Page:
North Korea has just conducted its sixth missile test in more than three weeks, continuing to improve its military capabilities while receiving little to no resistance from the United States.
Reports indicate that the projectiles were fired toward North Korea’s east coast. It’s too early to tell what kind of projectiles were launched, but the weapons are likely short-range ballistic missiles that Pyongyang has tested many times this year.
North Korean leader Kim Jong Un has made it clear why he’s continuing to conduct these tests: He’s angry at Seoul and Washington, which are in the middle of an annual joint military exercise that Pyongyang has long seen as threatening.
Kim’s displeasure is also likely exacerbated by the lack of progress in negotiations with the US over dismantling his country’s nuclear program.
The US and North Korea have been at an impasse for months over a core issue: Kim wants President Donald Trump to lift sanctions on his country before he gives up some of his weapons, and Trump wants Kim to give up nearly all of his weapons before he lifts the sanctions. As a result, the two sides remain locked in a stalemate.
Meanwhile, those sanctions have impeded South Korea from building closer political and economic ties with its neighbor. Put together, North Korea remains under financial strain with no prospects of reversing its fortunes anytime soon.
That’s why some experts I spoke to say North Korea has increased the pace of launches lately to signal that it’s unhappy. Trump, however, isn’t really listening.
Trump likely won’t care, even after six tests
The Trump administration’s response to the recent uptick in tests has been to brush it off.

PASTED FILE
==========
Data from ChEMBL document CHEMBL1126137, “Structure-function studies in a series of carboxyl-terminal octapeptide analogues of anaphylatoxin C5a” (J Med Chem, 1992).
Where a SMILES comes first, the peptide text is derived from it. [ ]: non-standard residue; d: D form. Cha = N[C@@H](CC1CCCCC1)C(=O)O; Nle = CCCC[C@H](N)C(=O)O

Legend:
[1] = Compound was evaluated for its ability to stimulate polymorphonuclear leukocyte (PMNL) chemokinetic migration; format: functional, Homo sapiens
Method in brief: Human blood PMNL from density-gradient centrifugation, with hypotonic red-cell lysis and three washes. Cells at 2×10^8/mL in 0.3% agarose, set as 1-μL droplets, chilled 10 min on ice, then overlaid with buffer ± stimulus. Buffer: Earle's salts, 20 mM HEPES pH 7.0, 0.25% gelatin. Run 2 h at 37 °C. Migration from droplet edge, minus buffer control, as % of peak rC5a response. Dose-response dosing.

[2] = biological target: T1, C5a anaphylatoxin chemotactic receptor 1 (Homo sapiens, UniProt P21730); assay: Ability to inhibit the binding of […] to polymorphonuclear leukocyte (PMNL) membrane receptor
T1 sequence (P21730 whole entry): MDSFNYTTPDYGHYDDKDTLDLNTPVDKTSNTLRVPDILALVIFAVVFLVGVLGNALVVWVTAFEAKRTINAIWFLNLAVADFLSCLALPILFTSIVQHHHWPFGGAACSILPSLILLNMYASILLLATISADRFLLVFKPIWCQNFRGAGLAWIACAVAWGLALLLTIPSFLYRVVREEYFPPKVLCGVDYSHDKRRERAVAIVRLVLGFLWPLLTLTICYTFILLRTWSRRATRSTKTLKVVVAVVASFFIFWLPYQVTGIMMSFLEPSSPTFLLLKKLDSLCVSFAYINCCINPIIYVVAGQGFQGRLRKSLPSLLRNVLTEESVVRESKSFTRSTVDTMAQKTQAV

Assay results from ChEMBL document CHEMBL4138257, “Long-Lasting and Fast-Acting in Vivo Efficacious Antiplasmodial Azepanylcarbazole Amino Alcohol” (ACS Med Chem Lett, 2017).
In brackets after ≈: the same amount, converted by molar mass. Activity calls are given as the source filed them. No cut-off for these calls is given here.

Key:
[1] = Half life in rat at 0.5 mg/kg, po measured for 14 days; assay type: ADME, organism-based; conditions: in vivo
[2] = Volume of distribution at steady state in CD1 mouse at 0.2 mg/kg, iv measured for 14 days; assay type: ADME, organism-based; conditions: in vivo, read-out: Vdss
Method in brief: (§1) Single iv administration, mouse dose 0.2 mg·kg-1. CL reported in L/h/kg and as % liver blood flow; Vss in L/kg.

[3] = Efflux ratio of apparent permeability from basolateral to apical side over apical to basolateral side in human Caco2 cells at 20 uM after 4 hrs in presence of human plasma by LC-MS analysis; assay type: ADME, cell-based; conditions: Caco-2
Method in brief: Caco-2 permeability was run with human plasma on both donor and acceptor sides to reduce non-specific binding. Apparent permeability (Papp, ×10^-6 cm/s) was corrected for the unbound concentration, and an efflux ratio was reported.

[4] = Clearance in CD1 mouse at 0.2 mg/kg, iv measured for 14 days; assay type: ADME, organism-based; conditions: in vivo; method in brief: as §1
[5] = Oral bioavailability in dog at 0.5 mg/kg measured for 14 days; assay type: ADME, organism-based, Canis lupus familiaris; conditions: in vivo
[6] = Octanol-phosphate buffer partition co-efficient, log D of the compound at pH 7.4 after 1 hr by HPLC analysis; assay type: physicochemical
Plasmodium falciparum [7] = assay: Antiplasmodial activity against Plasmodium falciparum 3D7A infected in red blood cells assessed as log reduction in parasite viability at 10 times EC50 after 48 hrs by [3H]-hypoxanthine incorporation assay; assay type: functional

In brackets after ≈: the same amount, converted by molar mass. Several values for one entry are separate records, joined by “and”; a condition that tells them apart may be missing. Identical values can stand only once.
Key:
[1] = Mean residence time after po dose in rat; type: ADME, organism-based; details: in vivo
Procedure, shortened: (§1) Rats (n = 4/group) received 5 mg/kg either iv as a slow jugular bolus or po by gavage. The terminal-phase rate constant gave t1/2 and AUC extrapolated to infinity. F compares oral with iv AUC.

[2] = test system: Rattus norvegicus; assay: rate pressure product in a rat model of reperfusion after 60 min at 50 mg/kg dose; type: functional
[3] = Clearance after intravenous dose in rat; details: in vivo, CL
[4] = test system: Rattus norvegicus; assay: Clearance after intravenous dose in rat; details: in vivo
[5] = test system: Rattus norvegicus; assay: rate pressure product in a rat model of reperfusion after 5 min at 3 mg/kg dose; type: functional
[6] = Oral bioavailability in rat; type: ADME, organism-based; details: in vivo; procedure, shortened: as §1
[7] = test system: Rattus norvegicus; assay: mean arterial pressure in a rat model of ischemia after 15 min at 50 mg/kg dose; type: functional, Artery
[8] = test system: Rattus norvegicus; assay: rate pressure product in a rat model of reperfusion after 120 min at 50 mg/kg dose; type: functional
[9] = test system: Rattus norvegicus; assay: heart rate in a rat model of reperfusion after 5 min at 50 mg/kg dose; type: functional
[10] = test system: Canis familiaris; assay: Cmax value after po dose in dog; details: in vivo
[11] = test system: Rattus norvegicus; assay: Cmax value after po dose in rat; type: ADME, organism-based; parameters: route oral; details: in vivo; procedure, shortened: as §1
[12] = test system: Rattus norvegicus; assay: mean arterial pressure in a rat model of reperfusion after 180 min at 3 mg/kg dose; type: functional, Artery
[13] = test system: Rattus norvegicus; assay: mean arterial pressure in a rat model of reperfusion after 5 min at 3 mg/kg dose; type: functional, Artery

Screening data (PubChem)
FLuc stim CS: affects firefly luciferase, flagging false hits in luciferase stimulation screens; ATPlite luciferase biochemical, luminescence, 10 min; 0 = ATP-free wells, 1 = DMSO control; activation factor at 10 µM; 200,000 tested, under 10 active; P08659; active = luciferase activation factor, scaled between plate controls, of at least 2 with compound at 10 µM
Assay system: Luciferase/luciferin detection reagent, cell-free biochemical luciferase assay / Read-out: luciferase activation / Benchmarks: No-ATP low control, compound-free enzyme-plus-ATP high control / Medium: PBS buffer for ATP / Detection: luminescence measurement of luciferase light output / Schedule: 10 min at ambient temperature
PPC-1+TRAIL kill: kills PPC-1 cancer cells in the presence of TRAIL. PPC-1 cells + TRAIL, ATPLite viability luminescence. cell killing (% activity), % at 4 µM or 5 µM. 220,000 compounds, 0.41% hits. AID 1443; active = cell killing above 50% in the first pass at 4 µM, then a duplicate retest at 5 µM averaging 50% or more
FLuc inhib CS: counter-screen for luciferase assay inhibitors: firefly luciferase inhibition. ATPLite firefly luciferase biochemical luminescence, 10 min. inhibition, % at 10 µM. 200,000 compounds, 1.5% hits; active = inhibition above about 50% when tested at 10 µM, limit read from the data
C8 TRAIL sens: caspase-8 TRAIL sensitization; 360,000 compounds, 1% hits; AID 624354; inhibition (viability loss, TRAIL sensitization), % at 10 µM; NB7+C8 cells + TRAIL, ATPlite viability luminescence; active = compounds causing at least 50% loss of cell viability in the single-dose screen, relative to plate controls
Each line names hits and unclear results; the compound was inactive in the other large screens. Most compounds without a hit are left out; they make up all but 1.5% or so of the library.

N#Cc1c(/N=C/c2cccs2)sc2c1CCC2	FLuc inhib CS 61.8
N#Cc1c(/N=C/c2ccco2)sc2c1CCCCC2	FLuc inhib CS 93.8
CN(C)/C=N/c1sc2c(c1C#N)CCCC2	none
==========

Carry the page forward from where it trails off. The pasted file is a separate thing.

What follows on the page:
Trump’s stance is that North Korea is more likely to dismantle its nuclear program as long as he and Kim remain friendly. That consideration seemingly outweighs almost anything else going on between the two countries.
Which is why Trump will likely shrug off this latest test, just as he has with all the others over the past two weeks. “I have no problem,” Trump told reporters outside the White House earlier this month after several recent tests. “These are short-range missiles.”
On one hand, it’s reasonable, and perhaps even prudent, for Trump and his administration not to overreact to Kim’s provocations. It’s better not to blow up any chance of diplomatic progress over a few missile tests, no matter how threatening they may be.
On the other hand, some experts say the administration could do much more than simply brush off the tests.
“Maybe they’re picking their battles to focus on resuming much-needed negotiations for a deal,” Duyeon Kim, a North Korea expert at the Center for a New American Security think tank in Washington, told me after Pyongyang’s first missile test three weeks ago.
“But if they continue to dismiss smaller missiles for long, they’re enabling Pyongyang to strengthen these dangerous weapons and telling South Korea and Americans living there that they don’t matter,” she added.
Correction: An earlier version of this article misstated the direction the projectiles flew. We regret the error.